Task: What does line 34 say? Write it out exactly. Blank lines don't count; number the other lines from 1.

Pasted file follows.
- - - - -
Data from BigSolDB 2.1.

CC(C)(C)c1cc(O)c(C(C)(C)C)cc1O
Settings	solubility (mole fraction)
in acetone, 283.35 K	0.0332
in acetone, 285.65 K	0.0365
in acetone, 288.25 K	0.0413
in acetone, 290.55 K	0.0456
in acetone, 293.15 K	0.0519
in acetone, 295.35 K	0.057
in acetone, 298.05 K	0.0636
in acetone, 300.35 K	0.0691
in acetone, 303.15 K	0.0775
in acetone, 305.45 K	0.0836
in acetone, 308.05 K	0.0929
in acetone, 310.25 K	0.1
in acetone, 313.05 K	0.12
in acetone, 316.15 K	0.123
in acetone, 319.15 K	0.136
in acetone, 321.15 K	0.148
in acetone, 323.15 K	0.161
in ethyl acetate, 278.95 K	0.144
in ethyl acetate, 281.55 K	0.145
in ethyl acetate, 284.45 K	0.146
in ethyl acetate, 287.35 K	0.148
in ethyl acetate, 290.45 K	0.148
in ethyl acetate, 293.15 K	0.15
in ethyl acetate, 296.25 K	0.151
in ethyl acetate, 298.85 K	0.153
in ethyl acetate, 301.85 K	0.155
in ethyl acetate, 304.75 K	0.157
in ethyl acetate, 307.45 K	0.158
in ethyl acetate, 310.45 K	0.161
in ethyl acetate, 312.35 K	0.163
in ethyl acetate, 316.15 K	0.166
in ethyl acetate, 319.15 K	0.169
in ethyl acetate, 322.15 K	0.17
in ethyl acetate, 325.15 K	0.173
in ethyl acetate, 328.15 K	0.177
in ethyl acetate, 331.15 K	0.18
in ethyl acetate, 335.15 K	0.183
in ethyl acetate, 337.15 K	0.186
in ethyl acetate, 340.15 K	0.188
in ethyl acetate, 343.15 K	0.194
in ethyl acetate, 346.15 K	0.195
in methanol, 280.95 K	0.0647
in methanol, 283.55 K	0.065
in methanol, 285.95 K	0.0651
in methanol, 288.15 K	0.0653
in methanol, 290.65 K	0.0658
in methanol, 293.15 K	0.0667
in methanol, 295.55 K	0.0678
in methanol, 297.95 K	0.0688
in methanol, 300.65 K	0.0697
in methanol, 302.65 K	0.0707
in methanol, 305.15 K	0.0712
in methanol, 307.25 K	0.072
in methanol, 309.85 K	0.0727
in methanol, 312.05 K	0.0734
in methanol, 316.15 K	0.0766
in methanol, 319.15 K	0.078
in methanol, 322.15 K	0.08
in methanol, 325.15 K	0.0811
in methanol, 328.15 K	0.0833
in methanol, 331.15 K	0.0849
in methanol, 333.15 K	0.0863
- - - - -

in ethyl acetate, 316.15 K	0.166